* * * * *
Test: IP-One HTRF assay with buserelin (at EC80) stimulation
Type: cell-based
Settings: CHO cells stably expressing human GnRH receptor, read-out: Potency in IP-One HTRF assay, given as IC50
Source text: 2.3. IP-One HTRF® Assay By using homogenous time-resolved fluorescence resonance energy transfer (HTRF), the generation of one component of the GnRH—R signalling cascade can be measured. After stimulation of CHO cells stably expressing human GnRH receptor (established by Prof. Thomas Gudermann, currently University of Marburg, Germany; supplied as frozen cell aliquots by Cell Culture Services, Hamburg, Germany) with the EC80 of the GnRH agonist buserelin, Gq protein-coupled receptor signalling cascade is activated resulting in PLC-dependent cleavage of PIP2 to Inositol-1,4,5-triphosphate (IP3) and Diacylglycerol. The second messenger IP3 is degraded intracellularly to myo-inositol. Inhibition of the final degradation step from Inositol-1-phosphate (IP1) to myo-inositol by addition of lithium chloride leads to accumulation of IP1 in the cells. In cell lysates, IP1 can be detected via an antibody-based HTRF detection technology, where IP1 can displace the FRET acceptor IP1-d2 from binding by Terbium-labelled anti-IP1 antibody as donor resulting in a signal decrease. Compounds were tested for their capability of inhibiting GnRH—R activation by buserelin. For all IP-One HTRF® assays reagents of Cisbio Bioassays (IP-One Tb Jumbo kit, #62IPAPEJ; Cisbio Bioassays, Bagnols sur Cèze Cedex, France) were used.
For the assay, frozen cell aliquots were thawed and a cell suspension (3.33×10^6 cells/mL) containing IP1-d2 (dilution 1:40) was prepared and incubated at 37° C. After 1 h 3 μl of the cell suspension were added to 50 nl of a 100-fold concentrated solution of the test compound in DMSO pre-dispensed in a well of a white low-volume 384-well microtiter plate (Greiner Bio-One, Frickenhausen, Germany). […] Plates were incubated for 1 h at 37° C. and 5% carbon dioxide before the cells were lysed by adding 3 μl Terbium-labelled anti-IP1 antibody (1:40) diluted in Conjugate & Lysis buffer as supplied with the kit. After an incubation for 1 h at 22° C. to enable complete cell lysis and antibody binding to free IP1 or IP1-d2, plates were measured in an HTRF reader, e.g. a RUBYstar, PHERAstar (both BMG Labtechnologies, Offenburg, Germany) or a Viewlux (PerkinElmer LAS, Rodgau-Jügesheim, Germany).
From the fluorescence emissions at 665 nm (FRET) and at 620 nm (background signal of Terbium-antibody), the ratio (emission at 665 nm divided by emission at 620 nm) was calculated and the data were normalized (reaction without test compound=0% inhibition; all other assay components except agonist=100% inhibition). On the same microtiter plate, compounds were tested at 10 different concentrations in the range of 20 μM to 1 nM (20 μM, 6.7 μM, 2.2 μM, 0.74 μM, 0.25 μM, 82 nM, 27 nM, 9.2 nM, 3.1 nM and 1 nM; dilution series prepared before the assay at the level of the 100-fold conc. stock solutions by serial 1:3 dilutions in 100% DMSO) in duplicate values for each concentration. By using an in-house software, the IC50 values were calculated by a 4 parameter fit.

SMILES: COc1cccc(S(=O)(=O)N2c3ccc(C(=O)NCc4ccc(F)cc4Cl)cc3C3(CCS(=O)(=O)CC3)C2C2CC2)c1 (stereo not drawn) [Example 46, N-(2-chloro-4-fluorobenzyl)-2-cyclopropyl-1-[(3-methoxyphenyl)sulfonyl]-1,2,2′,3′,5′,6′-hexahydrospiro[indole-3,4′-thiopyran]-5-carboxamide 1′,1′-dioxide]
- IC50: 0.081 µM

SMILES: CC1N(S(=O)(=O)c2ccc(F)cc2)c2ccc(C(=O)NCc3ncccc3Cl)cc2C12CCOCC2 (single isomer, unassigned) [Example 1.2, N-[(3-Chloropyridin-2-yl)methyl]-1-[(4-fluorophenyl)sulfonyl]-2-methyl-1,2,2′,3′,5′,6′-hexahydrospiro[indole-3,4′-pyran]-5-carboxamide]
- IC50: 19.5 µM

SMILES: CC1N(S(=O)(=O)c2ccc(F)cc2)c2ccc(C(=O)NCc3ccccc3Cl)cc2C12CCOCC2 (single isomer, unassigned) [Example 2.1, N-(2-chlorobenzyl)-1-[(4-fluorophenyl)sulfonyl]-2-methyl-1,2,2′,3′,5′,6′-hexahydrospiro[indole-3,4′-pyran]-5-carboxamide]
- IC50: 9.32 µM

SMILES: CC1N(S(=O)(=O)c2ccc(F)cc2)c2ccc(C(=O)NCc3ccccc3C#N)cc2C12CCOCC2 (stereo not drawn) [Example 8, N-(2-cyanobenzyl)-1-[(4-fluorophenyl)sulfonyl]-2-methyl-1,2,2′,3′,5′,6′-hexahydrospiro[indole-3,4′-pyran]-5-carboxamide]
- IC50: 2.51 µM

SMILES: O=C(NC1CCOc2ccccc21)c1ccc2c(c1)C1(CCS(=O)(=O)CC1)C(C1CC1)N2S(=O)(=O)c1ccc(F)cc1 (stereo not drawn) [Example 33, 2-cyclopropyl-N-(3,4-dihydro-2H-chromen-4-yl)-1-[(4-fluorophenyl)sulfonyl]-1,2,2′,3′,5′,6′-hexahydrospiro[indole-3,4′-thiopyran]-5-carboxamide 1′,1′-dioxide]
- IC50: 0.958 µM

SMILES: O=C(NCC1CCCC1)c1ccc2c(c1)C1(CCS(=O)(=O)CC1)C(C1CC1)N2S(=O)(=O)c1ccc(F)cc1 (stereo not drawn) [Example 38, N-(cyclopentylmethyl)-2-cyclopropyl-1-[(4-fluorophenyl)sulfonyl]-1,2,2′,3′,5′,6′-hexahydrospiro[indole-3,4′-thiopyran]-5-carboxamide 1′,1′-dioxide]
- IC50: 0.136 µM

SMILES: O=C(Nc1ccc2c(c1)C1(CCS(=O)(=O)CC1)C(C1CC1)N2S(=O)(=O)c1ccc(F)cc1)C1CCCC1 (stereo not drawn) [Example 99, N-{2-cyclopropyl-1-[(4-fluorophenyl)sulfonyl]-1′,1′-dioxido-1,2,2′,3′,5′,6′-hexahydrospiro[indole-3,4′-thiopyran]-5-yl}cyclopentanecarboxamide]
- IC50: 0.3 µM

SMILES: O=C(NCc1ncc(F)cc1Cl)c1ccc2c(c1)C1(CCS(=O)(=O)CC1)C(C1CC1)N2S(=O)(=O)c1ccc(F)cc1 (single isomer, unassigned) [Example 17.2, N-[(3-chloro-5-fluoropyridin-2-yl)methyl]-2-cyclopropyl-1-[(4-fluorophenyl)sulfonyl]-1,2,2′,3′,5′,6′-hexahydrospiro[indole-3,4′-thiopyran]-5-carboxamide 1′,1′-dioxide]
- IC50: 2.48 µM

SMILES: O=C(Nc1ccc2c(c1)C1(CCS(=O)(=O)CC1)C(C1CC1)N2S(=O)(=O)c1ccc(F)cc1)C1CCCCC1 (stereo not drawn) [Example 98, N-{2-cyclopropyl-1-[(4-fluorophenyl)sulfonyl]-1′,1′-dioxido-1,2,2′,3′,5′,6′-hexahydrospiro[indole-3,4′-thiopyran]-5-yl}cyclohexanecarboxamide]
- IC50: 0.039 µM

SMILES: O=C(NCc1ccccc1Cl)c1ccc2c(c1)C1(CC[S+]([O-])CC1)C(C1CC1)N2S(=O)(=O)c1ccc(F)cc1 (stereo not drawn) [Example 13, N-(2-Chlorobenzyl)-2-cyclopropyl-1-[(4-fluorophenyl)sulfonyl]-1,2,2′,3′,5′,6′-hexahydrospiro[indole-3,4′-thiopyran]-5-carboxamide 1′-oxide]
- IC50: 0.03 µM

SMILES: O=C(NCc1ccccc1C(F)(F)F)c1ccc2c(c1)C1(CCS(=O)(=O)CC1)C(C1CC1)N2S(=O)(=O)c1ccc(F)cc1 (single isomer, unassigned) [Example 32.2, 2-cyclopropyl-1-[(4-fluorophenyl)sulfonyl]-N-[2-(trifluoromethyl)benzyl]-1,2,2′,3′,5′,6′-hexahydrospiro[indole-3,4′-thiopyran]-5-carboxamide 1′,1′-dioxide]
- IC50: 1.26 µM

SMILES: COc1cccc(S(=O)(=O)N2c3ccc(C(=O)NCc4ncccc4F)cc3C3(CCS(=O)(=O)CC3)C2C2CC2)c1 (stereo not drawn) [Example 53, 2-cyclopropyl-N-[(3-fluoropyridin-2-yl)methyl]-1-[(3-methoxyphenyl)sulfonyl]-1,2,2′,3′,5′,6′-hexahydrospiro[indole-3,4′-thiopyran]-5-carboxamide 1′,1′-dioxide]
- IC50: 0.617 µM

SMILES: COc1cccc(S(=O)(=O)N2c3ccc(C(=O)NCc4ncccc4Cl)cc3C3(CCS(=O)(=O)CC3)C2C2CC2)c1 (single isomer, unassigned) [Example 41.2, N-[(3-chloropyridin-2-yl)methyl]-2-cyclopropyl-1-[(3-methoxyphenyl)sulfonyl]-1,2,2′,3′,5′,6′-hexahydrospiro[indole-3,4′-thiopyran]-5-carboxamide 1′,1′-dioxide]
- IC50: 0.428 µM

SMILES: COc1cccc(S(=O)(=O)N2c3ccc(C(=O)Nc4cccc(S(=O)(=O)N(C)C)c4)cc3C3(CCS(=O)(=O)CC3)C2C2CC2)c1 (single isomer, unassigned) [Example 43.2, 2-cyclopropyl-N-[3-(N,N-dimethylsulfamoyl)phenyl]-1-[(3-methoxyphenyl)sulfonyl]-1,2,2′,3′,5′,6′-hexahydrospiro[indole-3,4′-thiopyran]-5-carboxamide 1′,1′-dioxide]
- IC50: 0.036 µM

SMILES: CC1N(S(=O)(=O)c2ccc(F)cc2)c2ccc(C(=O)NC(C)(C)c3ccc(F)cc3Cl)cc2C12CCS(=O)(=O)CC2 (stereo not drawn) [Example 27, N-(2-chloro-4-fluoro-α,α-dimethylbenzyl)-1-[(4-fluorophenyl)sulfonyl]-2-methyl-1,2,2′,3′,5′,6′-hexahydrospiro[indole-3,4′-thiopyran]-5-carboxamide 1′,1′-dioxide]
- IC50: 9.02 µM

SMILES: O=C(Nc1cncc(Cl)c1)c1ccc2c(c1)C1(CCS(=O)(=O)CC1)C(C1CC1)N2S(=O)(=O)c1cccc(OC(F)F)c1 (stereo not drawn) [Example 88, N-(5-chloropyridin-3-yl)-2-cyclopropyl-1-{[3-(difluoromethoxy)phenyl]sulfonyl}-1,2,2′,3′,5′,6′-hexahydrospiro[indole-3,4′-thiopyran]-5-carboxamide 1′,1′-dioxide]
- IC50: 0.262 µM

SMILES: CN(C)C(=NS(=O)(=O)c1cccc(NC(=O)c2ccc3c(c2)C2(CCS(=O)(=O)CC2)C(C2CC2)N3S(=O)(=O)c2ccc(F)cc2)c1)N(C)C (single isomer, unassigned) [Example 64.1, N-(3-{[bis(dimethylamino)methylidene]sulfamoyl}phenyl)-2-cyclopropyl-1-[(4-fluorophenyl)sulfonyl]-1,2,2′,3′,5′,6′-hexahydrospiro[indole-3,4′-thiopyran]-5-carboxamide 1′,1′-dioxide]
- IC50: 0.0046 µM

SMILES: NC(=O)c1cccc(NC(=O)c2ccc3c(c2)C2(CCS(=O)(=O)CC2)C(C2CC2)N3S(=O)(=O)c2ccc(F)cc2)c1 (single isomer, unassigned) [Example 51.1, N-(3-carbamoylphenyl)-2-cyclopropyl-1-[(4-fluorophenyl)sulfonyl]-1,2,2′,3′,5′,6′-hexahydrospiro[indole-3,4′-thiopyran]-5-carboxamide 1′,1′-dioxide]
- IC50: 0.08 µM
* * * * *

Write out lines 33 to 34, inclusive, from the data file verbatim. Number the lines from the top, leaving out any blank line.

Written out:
SMILES: COc1cccc(S(=O)(=O)N2c3ccc(C(=O)Nc4cccc(S(=O)(=O)N(C)C)c4)cc3C3(CCS(=O)(=O)CC3)C2C2CC2)c1 (single isomer, unassigned) [Example 43.2, 2-cyclopropyl-N-[3-(N,N-dimethylsulfamoyl)phenyl]-1-[(3-methoxyphenyl)sulfonyl]-1,2,2′,3′,5′,6′-hexahydrospiro[indole-3,4′-thiopyran]-5-carboxamide 1′,1′-dioxide]
- IC50: 0.036 µM